New Research: China's Efforts to Shape the Information Environment in the Mekong Region
The Chinese Party-State is engaged in a campaign to shape what global audiences read, hear, and watch about China. In doing so, Beijing uses every tool available in the media and information landscape including digital, print, and broadcast media; social media; entertainment; and information and telecommunications technology.
A new series of reports by CNA explores these efforts in the Mekong region. The series includes five reports that detail how Beijing’s campaign plays out in each Mekong country. A sixth report offers broad observations about the PRC efforts to shape the information environment across the region.
"We found evidence that China is indeed actively trying to shape the information environment throughout the Mekong Region," said report co-authors Heidi Holz and Ryan Loomis. "We identified a broad range of tactics, tools, and techniques the Chinese Party-State intentionally uses to promote a favorable image of China among audiences in the Mekong region and to discredit Beijing's detractors."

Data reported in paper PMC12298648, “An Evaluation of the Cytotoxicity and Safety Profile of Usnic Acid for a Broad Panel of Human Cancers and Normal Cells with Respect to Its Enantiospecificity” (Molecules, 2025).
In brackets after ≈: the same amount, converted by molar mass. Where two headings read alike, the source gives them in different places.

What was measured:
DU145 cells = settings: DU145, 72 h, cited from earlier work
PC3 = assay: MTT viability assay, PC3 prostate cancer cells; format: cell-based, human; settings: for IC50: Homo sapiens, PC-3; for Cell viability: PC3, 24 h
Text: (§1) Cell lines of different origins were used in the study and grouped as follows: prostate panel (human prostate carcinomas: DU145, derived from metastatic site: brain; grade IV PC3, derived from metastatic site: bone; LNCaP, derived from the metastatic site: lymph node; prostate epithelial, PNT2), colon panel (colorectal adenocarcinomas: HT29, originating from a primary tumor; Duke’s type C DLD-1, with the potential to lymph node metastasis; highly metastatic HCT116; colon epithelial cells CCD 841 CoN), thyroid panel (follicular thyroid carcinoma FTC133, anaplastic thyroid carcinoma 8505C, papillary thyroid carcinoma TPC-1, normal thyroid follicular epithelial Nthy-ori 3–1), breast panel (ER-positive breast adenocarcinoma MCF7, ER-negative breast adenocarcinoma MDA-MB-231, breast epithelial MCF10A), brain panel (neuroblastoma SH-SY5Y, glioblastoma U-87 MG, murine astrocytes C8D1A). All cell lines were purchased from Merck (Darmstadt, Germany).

In addition to generally seeking to promote a positive, China-centric narrative in the region, the Party-State has used these tools more recently to portray China as the primary source of assistance fighting COVID-19 and the only “great power” willing and capable of helping the world fight and overcome the virus. The reports conclude with recommendations drawn from discussions with Mekong region media experts and practitioners for how the international community can counter Beijing’s media campaign in the Mekong region, including supporting digital literacy measures and funding media development projects.
The report series as well as other work by CNA on propaganda and disinformation can be found at: https://www.cna.org/centers/cna/cip/information-environment.
CNA is a nonprofit research and analysis organization dedicated to the safety and security of the nation. It operates the Center for Naval Analyses—the federally funded research and development center (FFRDC) of the Department of the Navy—as well as the Institute for Public Research. CNA develops actionable solutions to complex problems of national importance. With nearly 700 scientists, analysts, and professional staff, CNA takes a real-world approach to gathering data. Its unique Field Program places analysts on aircraft carriers and military bases, in squad rooms and crisis centers, working side by side with operators and decision-makers around the world. CNA supports naval operations, fleet readiness, and strategic competition. Its non-defense research portfolio includes criminal justice, homeland security, and data management.
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